In 2014, operators of an assisted living facility in Rye, New Hampshire, borrowed $12 million from Camden to use in connection with the operation of the facility, known as Sanctuary Care at Rye.[1] The loan was memorialized in a note executed in Camden's favor.[2] As additional security for the loan and note, the defendant executed a Limited Guaranty of Payment and Performance in Camden's favor.[3] The gist of the Guaranty is that Greystone is obligated to pay up to $2 million to Camden if the borrower defaults on the loan.[4]

         In 2017, the borrower filed petitions for protection under Chapter 11 of the United States Bankruptcy Code. This was a default under the terms of the loan.[5] Relying on the default and certain language in the guaranty agreement, Camden demanded $2 million from Greystone, which it has refused to pay, claiming that the Guaranty requires Camden to foreclose on the borrower's collateral before any payment is required.[6]

         B. Disputed guaranty language

         While they disagree about its meaning, the parties agree that interpretation of the following contractual provision is determinative of Greystone's obligation:

Notwithstanding anything contained herein to the contrary, Guarantor's liability under this Guaranty shall be (a) limited in amount to Two Million and 00/100 Dollars ($2, 000, 000.00) (the “Maximum Guaranty Amount.”) and (b) Guarantor's liability and the performance of its obligations under this Guaranty shall only be due, payable and enforced against the Guarantor after Lender has (a) completed a foreclosure action (judicial or non-judicial) or accepted a deed in lieu of foreclosure with respect to the Borrower's collateral securing the Loan (“Loan Collateral”) and (b) at the written request of the Guarantor and at Guarantor's sole cost obtained an initial determination by a court of competent jurisdiction, exclusive of any appeals, against Jonathan McCoy and Scott Kingsley (“Sponsor Guarantors”) regarding its ability to enforce their guaranty executed and delivered in conjunction with the Loan; provided however, should Borrower or either of the Sponsor Guarantors file a voluntary or collusive involuntary bankruptcy, then Guarantor's liability and the performance of its obligations under this Guaranty shall become immediately due, payable and enforceable in an amount equal to the lesser of the Maximum Guaranty Amount or the deficiency (the “Deficiency”) due from Borrower after completion of the foreclosure of the Loan Collateral. Lender's outstanding loan balance (the “Lender's Outstanding Loan Balance”) shall be the sum of the outstanding principal then due on the Loan, plus all accrued interest and costs and expenses, including reasonable attorneys' fees. The amount of Lender's Deficiency for purposes of this paragraph, if any, subsequent to completion of the foreclosure shall be Lender's Outstanding Loan Balance less the third party net sales price (i.e. the gross sales price less transfer taxes and prorations paid by Lender). If the Lender acquires the Mortgaged Property at foreclosure, the amount of the Lender's Deficiency, if any, shall be the Lender's Outstanding Loan Balance less the amount bid in by the Lender.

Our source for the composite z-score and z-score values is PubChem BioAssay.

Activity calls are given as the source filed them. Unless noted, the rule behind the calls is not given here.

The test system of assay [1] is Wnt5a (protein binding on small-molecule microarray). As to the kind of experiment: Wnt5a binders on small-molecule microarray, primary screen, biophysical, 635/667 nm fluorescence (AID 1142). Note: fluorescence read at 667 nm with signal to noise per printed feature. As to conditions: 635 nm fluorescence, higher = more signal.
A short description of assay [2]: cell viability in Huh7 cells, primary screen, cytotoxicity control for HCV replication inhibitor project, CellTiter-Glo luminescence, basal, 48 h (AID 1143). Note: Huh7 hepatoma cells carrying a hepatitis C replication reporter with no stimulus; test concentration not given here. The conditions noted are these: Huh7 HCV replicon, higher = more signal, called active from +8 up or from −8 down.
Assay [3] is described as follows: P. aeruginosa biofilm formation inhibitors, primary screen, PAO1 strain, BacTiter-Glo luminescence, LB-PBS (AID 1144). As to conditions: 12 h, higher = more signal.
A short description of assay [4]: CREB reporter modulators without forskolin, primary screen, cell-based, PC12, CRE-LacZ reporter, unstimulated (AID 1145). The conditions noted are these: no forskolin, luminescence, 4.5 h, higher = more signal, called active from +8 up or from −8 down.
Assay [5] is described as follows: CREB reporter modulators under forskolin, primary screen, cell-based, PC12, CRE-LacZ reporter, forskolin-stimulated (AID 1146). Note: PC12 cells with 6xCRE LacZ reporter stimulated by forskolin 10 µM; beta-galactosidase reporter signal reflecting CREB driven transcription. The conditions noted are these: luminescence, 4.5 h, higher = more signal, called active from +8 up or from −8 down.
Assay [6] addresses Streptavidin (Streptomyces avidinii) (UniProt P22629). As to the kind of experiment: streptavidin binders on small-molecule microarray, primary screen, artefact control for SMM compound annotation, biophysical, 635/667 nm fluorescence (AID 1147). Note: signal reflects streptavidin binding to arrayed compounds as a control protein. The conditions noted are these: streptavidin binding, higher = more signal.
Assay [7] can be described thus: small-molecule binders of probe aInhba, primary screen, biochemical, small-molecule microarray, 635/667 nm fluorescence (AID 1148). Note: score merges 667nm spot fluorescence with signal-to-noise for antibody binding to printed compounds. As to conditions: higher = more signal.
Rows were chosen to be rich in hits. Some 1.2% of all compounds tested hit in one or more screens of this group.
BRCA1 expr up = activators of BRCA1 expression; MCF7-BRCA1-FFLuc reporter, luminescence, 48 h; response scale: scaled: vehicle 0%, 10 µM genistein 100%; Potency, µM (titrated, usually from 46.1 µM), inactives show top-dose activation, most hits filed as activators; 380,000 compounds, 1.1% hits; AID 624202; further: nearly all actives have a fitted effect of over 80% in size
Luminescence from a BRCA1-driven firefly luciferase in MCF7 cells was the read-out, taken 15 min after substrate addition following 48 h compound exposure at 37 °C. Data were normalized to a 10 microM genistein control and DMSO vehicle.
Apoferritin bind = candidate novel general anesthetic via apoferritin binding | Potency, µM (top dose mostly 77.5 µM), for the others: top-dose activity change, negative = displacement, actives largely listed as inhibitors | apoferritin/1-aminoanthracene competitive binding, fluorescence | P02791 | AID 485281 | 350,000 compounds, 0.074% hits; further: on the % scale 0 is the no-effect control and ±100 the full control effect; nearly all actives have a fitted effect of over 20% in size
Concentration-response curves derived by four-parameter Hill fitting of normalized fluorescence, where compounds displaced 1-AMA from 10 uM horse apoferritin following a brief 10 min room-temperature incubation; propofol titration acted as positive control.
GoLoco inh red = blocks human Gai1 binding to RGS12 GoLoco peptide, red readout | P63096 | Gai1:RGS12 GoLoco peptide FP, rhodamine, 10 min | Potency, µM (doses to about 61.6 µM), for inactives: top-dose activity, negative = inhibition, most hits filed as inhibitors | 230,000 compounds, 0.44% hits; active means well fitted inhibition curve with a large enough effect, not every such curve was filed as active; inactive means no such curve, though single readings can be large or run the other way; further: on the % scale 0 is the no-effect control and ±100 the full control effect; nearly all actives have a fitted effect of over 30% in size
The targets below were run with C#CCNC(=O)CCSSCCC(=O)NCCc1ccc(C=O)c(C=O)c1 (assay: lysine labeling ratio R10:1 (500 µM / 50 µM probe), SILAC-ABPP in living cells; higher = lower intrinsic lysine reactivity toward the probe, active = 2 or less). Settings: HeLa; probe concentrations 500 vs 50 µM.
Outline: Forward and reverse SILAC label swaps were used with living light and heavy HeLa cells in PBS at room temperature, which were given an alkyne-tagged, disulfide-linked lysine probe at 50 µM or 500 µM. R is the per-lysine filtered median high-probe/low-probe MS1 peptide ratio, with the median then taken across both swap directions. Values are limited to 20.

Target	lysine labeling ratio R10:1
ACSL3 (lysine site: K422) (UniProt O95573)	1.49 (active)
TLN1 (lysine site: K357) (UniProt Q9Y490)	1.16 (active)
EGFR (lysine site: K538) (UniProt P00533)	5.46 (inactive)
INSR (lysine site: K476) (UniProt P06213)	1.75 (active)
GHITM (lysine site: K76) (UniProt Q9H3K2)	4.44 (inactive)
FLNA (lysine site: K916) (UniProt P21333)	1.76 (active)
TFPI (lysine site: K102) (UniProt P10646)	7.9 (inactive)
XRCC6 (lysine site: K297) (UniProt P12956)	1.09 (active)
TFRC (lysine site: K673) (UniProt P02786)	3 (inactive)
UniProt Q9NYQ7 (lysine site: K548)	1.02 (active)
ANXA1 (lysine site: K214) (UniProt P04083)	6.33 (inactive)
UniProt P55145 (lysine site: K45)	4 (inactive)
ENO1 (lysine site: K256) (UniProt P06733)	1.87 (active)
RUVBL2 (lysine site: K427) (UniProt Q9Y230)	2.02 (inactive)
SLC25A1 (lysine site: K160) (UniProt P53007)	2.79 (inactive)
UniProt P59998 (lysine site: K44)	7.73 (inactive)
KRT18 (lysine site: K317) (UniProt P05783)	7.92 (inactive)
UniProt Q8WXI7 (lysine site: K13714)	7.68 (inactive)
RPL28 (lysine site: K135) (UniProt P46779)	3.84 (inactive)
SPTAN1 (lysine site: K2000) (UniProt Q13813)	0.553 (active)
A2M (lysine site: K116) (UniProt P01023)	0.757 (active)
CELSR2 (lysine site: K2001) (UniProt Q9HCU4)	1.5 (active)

(Emphasis added).

         III. Legal analysis

         A. Breac ...